Do many of us watch TV as it happens much anymore, or buy CDs and DVDs for that matter? It’s not surprising then that after the disruptions in the TV, music and film industries, live sport isn’t far behind from changing entirely as we know it.
Live social continues to cause tensions as both live events and pay-per-view content is streamed illegally on Facebook Live and Twitter streams.
Sky Sports’ changes to programming in 2017 reflects not just how fierce the competitive changes for the pillars of sports broadcasting are, but how far audience expectations and willingness to pay pricey subscriptions have come.
ESPN were losing up to 10,000 US subscribers every day (ouch) in 2016, with viewers turning to digital streaming rather than pay out monthly bills. In the UK, top-level football has already had a Game-of-Thrones style land grab, with Sky surrendering part of their monopoly to BT, who are paying an additional £100m-a-season for Champions League rights since renewing that deal in March this year.
Sports rights continue to shift, with multi-platform and lower subscription channels edging into the frame. The ATP World Tour have sold their rights to Amazon over Sky, with Amazon also gaining streaming rights for 10 NFL matches, something Reuters report that advertisers will be expected to pay in the millions for individual packages around that content.
The USPGA won’t appear on Sky despite the new dedicated golf channel with a desire for ‘broad, multi-platform distribution’ and next year the UFC end their seven-year partnership with Fox -something no doubt Amazon and Twitter will be acutely aware of.
It didn’t go unnoticed that Twitter advertised for a Head of Live Sports recently. Whilst they’re no longer streaming the NFL, they continue to stream NHL and lacrosse games (both college and professional), recently signing a deal to stream 1,500 hours of e-sports.
Twitter’s recent deal also includes deals with The All England Club to stream Wimbledon highlights and clips, the Canadian Football League to stream a live weekly show, Sela Sport to stream matches of the 2017 Arab Championship club football tournament as well as the National Women’s Hockey League (NWHL) to stream 19 games for the 17-18 season.
Perhaps Twitter is finding its niche, or establishing where it can make up lost revenues from the NFL streaming rights, through this spate of live sport deals, the streaming of five UK election specials in May plus the 24-hour news channel with Bloomberg launching this year.
So far, however, content giant Netflix have ruled themselves out of the live sports race, instead focusing on longevity from their film, TV and documentary content. In its Q1 letter to shareholders this year it said;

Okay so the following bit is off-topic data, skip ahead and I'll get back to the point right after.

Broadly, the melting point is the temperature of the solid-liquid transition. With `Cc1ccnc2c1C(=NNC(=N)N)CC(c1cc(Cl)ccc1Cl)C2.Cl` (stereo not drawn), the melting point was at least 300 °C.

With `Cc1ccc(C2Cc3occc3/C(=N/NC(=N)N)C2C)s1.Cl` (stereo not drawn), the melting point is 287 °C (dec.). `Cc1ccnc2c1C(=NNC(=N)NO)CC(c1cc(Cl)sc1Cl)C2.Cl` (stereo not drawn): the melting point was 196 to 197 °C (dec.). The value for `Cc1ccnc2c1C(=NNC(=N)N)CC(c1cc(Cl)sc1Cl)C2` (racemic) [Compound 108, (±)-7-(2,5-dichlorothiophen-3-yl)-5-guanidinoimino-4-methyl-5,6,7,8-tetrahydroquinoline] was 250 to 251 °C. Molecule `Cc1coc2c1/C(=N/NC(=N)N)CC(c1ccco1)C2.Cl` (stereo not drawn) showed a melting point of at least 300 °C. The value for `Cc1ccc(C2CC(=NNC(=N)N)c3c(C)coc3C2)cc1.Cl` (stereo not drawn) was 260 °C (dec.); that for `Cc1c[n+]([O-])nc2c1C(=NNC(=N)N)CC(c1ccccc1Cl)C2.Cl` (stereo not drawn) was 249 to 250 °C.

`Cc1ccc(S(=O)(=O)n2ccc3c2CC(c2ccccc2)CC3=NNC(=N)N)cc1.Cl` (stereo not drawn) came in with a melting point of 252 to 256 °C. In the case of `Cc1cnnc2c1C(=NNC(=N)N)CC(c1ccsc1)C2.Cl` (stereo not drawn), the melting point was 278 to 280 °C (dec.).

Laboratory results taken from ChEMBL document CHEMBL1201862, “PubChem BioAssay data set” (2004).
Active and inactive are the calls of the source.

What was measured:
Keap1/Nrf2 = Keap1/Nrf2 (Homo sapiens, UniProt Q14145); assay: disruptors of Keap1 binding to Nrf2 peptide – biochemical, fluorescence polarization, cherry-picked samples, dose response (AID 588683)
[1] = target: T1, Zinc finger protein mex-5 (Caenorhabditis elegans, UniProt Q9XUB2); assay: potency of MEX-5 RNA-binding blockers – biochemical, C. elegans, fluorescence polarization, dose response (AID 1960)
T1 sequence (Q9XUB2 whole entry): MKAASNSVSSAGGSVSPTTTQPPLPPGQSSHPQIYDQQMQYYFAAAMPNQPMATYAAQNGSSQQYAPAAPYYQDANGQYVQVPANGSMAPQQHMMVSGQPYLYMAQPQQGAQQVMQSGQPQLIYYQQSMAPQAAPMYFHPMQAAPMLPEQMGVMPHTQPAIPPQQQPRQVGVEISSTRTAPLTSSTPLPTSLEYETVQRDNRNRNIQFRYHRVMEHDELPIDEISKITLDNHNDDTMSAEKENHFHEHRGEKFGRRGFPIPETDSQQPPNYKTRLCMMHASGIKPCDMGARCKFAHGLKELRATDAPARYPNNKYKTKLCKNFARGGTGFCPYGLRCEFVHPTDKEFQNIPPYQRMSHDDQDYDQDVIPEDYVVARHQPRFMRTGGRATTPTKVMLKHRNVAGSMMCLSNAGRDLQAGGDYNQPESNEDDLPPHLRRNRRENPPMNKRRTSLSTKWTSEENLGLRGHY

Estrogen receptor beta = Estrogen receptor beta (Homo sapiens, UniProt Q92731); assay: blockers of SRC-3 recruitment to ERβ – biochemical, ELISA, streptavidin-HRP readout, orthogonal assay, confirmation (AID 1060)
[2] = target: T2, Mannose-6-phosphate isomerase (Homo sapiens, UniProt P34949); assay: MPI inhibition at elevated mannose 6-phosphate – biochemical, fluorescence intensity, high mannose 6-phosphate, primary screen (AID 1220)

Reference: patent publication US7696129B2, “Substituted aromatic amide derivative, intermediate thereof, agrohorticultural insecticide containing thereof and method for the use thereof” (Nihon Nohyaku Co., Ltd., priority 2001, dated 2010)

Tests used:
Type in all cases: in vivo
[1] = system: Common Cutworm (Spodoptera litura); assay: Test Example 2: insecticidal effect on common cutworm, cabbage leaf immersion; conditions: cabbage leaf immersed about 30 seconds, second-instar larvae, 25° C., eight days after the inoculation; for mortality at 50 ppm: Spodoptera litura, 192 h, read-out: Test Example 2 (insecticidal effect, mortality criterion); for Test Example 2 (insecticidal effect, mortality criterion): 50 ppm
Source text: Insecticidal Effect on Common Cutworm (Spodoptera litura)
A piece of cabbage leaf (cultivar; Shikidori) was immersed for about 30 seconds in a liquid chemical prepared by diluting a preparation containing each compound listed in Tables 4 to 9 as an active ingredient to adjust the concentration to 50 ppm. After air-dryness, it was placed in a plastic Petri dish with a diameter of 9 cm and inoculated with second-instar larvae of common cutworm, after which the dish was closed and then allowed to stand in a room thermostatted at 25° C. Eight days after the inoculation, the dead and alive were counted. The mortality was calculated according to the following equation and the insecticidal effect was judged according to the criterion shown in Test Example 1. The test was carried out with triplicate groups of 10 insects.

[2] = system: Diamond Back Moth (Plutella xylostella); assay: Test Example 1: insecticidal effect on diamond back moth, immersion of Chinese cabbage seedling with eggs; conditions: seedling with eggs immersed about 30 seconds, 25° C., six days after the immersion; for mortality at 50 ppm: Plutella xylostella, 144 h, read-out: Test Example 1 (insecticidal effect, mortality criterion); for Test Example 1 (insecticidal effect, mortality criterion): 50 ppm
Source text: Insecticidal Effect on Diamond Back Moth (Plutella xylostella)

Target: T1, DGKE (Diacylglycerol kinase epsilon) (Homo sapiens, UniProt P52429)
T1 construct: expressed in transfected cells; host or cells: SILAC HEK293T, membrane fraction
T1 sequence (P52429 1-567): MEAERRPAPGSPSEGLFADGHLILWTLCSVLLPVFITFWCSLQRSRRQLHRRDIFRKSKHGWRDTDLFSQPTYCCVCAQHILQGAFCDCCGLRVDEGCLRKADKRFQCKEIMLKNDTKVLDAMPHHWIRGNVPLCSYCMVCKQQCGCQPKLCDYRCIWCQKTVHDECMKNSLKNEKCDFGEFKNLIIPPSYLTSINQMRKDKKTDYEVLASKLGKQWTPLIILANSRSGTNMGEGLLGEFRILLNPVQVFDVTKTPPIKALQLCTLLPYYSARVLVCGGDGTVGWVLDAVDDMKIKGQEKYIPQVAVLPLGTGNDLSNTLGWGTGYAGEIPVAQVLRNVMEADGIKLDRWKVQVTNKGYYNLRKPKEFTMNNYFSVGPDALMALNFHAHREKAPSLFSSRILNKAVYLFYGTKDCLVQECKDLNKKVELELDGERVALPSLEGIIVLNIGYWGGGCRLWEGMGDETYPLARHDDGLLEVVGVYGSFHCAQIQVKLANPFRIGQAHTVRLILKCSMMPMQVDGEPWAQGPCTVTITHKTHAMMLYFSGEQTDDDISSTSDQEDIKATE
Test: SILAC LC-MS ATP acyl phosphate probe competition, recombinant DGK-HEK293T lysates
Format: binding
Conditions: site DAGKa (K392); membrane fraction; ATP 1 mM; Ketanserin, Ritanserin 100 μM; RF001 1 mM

“Our focus also is on on-demand, commercial free viewing rather than live, ad-supported programming….investors ask us about Amazon’s move into NFL football. That is not a strategy that we think is smart for us since we believe we can earn more viewing and satisfaction from spending that money on movies and TV shows.”
Perhaps then, the Netflix move into live comedy and music shows, with additional backstage interview and information, create a different field of content that also fits with its longer shelf-life of film and TV content. Other live content Netflix has explored in the US is the Ultimate Beastmaster – teams from various countries compete against each other to crown a champion and filmed over six nights in front of a live audience. Unlike sports events though, the shelf life proves longer term, a move which fits with the rest of their brand.
Netflix are wanting exclusivity of content though, something that underpins all their worldwide rights bids, although some non-exclusive rights are also conceded. With sports recognising the need for multi-channel, non-exclusive deals, combined with high price tags and short-term shelf life, do all combine as a turnoff for Netflix.
Let’s not dismiss what the BBC will bring to the table – they may be the dark horse disruptor we were not expecting. Their announcements this week about streaming coverage of sports like women’s rugby, for free, could perhaps broaden their reach and engagement alongside their mainstream coverage, just at a time where you could perhaps say Sky are narrowing and focusing theirs through single-sport only channels.
But what does that mean for rights holders and the campaigns developed either directly for or linked to sports coverage?
Devising content for campaigns around sports is increasingly in need of creativity, here’s a hit list of things to consider.
- Content fit for consumption: you can’t rely on one piece of content to work with live sports when it’s consumed on TV, on-demand, or on social, not least because the format of the sports content will increasingly vary.
- Integration isn’t new – but that doesn’t mean you don’t need to continually check how your campaigns link together, drive engagement from different audiences and make sense, whether you’ve caught some live clips on a Twitter stream or a full match on TV.
- Rights holders have a broad view: that one deal may not be the best way to boost your sports’ reach today. Meticulous agreements that offer flexibility and consider both mature and emerging audiences are critical.
- Never say never. Platforms like Netflix may not be moving into live sports right now, but their documentary content is thriving (check out ‘Icarus’, a documentary on Russian doping as proof), so peripheral content within sport is very much alive and kicking across channels and should be monitored.
- Your own content strategies need to make sense: as audiences’ expectations continue to shift, your own content strategies need to keep adjusting. NBA’s move to encourage audiences to share clips from matches so that they could crowd-source content, totally stood apart from the super-regimented and rights-obsessed sports approaches of the past.